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Reaching the right people through the right channel

There’s nothing mysterious about multi-channel marketing. It’s simply about reaching the right people with the right offer through the right channel at the right time. This means contacting customers using a combination of indirect and direct communication channels such as websites, direct mail, email, mobile devices, social media search engine optimisation (SEO) and SMS. And making sure that they can respond – preferably by buying your product or service.

There’s nothing new about multi-channel marketing either. Marketing campaigns have long used a combination of media to reach the widest possible audience. But what has changed is the way that our customers choose to interact with us. Today there are more ways to reach customers than we could have ever before imagined. And today’s customers have much more choice and much more control over the buying process than ever before.

It goes without saying that your marketing needs to be directed to where your customers are and, as the number of channels rises the need to adopt a multi-channel strategy becomes more and more important. It has also been shown that multi-channel customers spend three to four times more than single-channel customers.

So what elements should your multi-channel marketing campaign contain?

A targeted message. Thanks to the plethora of channels and choices facing customers, delivering the right message to the right audience isn’t enough. Not only must your customers receive your message, but they also must be attentive, engaged and willing to act – regardless of the channel.

Highly choreographed campaigns. Expecting customers to change channel or device preferences is unrealistic. As a result, marketers must constantly develop and coordinate highly orchestrated touch points and micro-campaigns that span multiple channels fluidly, in a way that the customer finds meaningful and trustworthy.

Marketing response attribution. It is increasingly difficult to know which channels, campaigns or sequence of touch points contributed to qualified conversions and sales. Knowing what triggered each response would enable marketers to assess whether or not their marketing efforts were getting the best results.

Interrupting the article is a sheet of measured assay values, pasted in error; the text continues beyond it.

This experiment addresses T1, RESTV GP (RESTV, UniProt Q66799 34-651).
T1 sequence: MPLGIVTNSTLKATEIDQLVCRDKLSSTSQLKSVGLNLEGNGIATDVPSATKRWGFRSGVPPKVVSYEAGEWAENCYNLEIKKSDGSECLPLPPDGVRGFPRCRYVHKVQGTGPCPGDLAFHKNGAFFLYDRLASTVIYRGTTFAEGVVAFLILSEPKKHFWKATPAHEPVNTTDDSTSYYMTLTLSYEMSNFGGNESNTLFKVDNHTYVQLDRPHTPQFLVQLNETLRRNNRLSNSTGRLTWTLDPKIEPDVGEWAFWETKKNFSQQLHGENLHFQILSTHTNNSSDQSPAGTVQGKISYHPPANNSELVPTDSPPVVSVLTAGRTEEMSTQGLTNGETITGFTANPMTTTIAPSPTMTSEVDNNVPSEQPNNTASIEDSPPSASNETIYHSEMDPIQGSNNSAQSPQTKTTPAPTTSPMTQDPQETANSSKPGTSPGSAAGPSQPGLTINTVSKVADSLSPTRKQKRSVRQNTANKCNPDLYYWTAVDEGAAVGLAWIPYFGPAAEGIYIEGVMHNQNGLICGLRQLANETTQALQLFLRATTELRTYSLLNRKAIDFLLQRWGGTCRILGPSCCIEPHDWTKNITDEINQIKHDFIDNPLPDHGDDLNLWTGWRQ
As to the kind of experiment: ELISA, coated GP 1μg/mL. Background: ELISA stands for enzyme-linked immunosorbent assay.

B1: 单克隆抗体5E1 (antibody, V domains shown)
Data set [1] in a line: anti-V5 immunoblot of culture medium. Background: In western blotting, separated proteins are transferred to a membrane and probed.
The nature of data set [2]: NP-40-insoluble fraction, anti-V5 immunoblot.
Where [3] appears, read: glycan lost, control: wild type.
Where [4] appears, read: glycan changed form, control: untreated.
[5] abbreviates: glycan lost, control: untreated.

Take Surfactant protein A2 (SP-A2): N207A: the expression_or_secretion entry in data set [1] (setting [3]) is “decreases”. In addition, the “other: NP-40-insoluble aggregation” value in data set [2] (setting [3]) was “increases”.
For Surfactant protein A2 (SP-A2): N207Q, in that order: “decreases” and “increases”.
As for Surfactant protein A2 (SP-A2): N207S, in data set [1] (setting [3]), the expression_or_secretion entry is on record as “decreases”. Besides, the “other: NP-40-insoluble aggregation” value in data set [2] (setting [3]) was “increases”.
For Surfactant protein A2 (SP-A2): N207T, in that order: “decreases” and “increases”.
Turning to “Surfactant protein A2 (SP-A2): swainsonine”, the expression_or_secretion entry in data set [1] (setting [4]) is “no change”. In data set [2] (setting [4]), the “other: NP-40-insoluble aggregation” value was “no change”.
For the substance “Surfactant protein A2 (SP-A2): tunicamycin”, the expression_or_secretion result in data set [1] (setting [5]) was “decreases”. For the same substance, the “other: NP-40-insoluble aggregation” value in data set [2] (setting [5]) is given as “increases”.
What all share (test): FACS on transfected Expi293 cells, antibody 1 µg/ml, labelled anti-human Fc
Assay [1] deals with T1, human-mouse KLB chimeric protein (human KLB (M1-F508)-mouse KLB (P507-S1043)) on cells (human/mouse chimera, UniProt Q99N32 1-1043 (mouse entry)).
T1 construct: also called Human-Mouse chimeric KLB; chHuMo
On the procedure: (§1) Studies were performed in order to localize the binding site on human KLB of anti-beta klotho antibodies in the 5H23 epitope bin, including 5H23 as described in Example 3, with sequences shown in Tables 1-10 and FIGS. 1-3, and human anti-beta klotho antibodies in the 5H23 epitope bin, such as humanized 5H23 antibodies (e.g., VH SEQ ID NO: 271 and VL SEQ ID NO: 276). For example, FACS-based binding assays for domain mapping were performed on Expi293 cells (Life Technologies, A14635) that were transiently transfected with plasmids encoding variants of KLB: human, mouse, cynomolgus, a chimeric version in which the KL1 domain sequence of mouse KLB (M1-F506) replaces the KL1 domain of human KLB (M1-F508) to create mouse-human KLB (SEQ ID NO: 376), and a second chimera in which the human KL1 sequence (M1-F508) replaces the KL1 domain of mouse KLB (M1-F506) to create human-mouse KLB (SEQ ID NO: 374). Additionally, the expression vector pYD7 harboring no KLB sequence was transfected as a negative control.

Three steps to getting it right

So what does it take to do multichannel marketing right?
Here are three keys to success:

  • Create and maintain a single view of the customer across all channels.
  • Establish a multichannel marketing platform.
  • Create consistent customer experiences across all channels.

Having a single view of the customer is critical. That’s because today’s customers often interact with your brand in a variety of ways that involve more than one touch point. It is vital that you understand how your customers behave across all channels, at each and every touch point, and that you also understand each customer’s value to you.

To get that single customer view, it may help to establish a centralised marketing data area that consolidates all customer data in one place regardless of source. When creating and maintaining a single view of the customer, keep these points in mind:

  • Having a lot of customer data is not the same as having a single view of the customer. It’s not just the data itself that is important; it’s what you do with it. Your customer view must evolve. Customers change. Businesses change. Your customer view must change along with them. That means bringing in new data, refreshing old data, building new models, updating old ones, etc. Establish a multichannel marketing platform